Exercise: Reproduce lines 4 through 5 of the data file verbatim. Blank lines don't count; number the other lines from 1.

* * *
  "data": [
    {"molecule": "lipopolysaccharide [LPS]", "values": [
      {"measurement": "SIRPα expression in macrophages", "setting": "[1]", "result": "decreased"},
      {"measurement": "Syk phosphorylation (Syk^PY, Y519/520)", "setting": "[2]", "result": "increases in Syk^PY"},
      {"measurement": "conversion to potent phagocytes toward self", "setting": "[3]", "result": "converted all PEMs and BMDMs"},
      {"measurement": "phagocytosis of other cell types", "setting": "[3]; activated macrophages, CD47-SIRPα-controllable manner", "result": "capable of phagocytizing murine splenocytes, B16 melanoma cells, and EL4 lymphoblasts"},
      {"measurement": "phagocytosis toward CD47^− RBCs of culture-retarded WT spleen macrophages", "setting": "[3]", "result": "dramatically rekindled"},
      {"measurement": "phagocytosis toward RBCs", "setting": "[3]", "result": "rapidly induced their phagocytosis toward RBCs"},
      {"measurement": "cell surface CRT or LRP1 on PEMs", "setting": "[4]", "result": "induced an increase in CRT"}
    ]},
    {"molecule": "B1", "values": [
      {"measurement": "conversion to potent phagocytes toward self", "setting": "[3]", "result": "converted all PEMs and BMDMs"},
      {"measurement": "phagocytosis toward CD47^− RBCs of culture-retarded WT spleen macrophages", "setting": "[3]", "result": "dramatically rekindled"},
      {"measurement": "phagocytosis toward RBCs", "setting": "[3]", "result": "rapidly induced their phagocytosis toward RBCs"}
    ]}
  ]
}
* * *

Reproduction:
      {"measurement": "Syk phosphorylation (Syk^PY, Y519/520)", "setting": "[2]", "result": "increases in Syk^PY"},
      {"measurement": "conversion to potent phagocytes toward self", "setting": "[3]", "result": "converted all PEMs and BMDMs"},